Blockchain combines the power of cryptography with transparency, which makes it a convenient and secure option for online voting. The votes recorded on Blockchain will be tamper-resistant. People can now cast their ballots at the convenience of their homes. They can vote with a computer or a mobile device, without compromising the security or their privacy. Additionally, they will be able to verify their votes and ensure they are counted.
But, with Blockchain-only or in hybrid voting where voters can choose their voting mechanism, it is crucial to prevent multiple votes by the same voter. When the voter logs into the voting application, the resulting URL can be embedded with voter-specific information and disabled once they cast their ballots. Furthermore, updating the voter Blockchain once the voter has exercised their right ensures they cannot vote again in the current elections. Finally, to encourage voter participation, voters can earn rewards for casting their votes.
It is beneficial to record the elections only on the immutable ledger, which is easier to count and verify. The systems storing the ballots have to be tamper-resistant and incontrovertible. They have to be decentralized enough to isolate the hacking attempts. The time taken to confirm the votes into Blockchain should also be reasonable.
Firstly, instead of replicating the voting records across all the nodes participating in the voting Blockchain, taking a sidechain approach is beneficial. Dividing the voting Blockchain into smaller jurisdiction or district-wise networks assures faster block confirmation and also limits the hacks. The keys required to encrypt and decrypt the votes will change from one constituency to another. Any hacker getting hold of the private key can only get to reveal the choices of the particular constituency.
Secondly, the decision to add or reject the ballots should be transparent and devoid of malicious intent. The voters submit their choices as transactions to the respective constituency nodes. These nodes then verify if the voter and the vote is valid. On verification, the constituency nodes add the transaction to the block. The block is then transmitted to all the nodes connected to the nodes until the complete network is updated. Voters receive a transaction ID, which they can use to verify their votes.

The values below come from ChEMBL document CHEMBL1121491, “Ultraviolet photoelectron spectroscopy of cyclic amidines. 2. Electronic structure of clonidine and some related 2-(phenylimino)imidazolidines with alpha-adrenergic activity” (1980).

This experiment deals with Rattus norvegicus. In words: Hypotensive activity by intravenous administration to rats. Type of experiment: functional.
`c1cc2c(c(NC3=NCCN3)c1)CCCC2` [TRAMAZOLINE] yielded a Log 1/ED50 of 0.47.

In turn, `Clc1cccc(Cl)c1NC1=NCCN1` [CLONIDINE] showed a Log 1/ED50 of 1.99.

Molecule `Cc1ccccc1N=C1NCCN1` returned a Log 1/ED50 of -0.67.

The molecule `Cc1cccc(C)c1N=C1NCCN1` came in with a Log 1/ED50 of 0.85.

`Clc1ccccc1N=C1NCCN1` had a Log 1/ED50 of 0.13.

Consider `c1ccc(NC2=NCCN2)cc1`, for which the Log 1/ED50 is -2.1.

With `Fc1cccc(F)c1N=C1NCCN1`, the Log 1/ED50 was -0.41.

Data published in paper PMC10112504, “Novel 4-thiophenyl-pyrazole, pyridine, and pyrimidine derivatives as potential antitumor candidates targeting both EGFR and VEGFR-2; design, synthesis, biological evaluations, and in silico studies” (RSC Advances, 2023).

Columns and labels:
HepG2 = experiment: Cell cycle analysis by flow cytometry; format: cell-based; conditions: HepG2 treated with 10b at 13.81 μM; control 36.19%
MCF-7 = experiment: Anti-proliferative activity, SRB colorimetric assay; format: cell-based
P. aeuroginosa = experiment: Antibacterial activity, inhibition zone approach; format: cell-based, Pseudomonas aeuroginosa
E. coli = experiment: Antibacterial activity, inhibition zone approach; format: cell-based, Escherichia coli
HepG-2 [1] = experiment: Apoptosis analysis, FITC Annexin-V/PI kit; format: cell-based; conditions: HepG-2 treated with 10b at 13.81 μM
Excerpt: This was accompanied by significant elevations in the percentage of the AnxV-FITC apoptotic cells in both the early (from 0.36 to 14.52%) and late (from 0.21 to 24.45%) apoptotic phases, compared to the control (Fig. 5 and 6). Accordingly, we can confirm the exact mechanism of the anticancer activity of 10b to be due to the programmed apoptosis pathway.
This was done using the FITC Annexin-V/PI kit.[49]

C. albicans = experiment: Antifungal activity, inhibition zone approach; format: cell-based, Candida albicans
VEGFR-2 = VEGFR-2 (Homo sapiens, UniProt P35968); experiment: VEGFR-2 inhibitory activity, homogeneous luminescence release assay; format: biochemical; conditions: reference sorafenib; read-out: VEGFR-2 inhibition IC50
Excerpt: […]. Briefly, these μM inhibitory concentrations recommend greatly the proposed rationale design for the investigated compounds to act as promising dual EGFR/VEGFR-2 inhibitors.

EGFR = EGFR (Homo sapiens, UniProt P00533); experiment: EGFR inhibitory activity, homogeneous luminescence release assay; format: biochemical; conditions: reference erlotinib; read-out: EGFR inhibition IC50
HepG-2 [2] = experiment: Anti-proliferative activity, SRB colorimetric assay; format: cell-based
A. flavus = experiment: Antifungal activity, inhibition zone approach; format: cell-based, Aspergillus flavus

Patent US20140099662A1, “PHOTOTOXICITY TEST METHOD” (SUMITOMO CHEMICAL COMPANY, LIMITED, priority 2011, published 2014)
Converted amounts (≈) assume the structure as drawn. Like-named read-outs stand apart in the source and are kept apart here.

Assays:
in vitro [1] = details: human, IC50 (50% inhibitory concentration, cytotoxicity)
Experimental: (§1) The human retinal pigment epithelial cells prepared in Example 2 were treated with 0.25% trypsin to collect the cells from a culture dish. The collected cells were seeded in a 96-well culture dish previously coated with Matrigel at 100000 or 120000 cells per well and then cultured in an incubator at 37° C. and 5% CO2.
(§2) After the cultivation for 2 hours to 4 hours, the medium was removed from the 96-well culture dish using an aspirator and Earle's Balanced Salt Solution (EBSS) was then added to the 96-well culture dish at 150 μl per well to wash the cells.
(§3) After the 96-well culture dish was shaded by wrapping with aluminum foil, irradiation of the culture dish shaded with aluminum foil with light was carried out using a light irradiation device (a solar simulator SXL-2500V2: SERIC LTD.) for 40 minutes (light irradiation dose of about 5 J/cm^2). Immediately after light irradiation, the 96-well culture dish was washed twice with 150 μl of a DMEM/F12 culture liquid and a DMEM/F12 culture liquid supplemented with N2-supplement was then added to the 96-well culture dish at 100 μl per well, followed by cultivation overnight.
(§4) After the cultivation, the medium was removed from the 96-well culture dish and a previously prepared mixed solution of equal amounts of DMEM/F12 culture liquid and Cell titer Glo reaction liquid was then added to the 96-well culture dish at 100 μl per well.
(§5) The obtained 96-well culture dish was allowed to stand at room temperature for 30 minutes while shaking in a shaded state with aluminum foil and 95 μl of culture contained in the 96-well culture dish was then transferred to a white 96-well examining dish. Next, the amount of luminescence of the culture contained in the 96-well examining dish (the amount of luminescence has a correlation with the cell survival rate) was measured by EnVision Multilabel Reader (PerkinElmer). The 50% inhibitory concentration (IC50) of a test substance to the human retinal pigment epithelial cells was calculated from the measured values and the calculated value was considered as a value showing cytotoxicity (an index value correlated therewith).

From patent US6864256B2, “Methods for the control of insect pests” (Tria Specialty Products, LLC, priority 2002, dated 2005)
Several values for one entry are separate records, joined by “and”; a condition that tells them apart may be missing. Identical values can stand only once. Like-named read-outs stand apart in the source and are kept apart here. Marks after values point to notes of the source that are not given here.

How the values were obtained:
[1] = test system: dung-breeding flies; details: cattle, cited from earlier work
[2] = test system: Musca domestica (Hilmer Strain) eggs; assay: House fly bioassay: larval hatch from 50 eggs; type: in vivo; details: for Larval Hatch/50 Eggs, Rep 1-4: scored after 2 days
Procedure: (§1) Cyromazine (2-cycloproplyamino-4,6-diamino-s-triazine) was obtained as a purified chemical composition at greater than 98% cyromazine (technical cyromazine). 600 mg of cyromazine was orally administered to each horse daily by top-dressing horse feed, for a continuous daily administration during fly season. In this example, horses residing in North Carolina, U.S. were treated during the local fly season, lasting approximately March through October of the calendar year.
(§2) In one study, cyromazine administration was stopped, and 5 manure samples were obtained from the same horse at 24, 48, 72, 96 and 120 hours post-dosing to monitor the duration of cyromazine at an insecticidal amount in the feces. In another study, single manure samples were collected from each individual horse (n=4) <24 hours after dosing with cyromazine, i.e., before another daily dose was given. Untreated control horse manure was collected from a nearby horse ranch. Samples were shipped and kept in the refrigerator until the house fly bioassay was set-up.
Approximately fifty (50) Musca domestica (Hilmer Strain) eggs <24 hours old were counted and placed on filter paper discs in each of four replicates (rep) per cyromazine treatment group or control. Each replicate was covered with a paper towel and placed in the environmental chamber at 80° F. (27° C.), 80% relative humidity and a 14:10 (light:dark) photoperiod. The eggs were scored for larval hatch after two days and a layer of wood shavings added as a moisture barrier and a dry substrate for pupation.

It is paramount not to divulge how the voters voted, the political party they voted for, even to the voters or the validator nodes. Voters should be able to prove they voted but not to whom they voted. It is vital to prevent vote manipulation, voter coercion, and the bandwagon effect. Zero-Knowledge Proofs are beneficial for the voters to declare their votes without any details of the ballots themselves.
Finally, it is essential to incentivize the validator nodes to remain honest. To prevent the delays in vote confirmations due to low transaction fees, it is better to have fixed transaction charges, while keeping the rewards for validating the votes separate from the price required to confirm transactions.
The final phase of any election process is to tally the votes. An election system should ensure and prove to a voter that their ballots were counted, and counted correctly. It should not enable control to a third party to tamper with any vote. Additionally, it should not allow a single entity to control over tallying votes and determining an election result.
The jurisdiction nodes will query and publish the vote count at each constituency level using the smart contracts. The cumulative results from all constituencies form the final tally and determine the winning party. Furthermore, Blockchain voting systems also allow post-electoral audits by the electoral administration.
Concerns with Blockchain Voting
Blockchain technology provides the much needed resilient alternative to traditional voting. But, the technology also brings in problems unique to Blockchain. First, for the technology to succeed on such a vast scale, a sound governance model is a must. Determining the right Blockchain platform, the appropriate consensus mechanism, and error-free and all-inclusive smart contracts is vital. Safeguards against rigging of the systems using the 51 percent attack or fraudulent nodes are necessary. Measures to protect voter privacy is essential.
Additionally, ensuring the validation process before vote confirmation does not disenfranchise the voters is essential. Likewise, preventing voters from casting their ballots multiple times due to slower block confirmation time is critical.
In conclusion, Blockchain technology might not be the silver bullet. At present, it might not be self-sufficient to conduct elections on a massive scale. But, the merits of the technology has the potential to improve the traditional voting processes, while maintaining election integrity and the legitimacy of its outcomes.